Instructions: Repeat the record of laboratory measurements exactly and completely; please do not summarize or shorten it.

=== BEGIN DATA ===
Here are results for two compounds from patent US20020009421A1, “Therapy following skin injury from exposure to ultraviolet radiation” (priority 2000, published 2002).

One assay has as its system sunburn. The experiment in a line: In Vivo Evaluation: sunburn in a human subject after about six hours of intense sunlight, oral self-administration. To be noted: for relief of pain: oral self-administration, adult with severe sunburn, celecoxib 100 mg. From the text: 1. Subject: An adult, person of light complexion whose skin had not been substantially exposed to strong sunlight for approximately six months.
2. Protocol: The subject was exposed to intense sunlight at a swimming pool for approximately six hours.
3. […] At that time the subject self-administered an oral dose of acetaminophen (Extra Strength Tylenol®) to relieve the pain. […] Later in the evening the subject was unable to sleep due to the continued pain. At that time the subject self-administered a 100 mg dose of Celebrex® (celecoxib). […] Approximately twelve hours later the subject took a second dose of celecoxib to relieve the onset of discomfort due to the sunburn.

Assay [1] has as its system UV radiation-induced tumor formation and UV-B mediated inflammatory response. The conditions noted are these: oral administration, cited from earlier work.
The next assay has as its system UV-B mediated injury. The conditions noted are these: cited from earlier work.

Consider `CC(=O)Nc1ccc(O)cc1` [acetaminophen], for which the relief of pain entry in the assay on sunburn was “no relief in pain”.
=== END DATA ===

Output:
Here are results for two compounds from patent US20020009421A1, “Therapy following skin injury from exposure to ultraviolet radiation” (priority 2000, published 2002).

One assay has as its system sunburn. The experiment in a line: In Vivo Evaluation: sunburn in a human subject after about six hours of intense sunlight, oral self-administration. To be noted: for relief of pain: oral self-administration, adult with severe sunburn, celecoxib 100 mg. From the text: 1. Subject: An adult, person of light complexion whose skin had not been substantially exposed to strong sunlight for approximately six months.
2. Protocol: The subject was exposed to intense sunlight at a swimming pool for approximately six hours.
3. […] At that time the subject self-administered an oral dose of acetaminophen (Extra Strength Tylenol®) to relieve the pain. […] Later in the evening the subject was unable to sleep due to the continued pain. At that time the subject self-administered a 100 mg dose of Celebrex® (celecoxib). […] Approximately twelve hours later the subject took a second dose of celecoxib to relieve the onset of discomfort due to the sunburn.

Assay [1] has as its system UV radiation-induced tumor formation and UV-B mediated inflammatory response. The conditions noted are these: oral administration, cited from earlier work.
The next assay has as its system UV-B mediated injury. The conditions noted are these: cited from earlier work.

Consider `CC(=O)Nc1ccc(O)cc1` [acetaminophen], for which the relief of pain entry in the assay on sunburn was “no relief in pain”.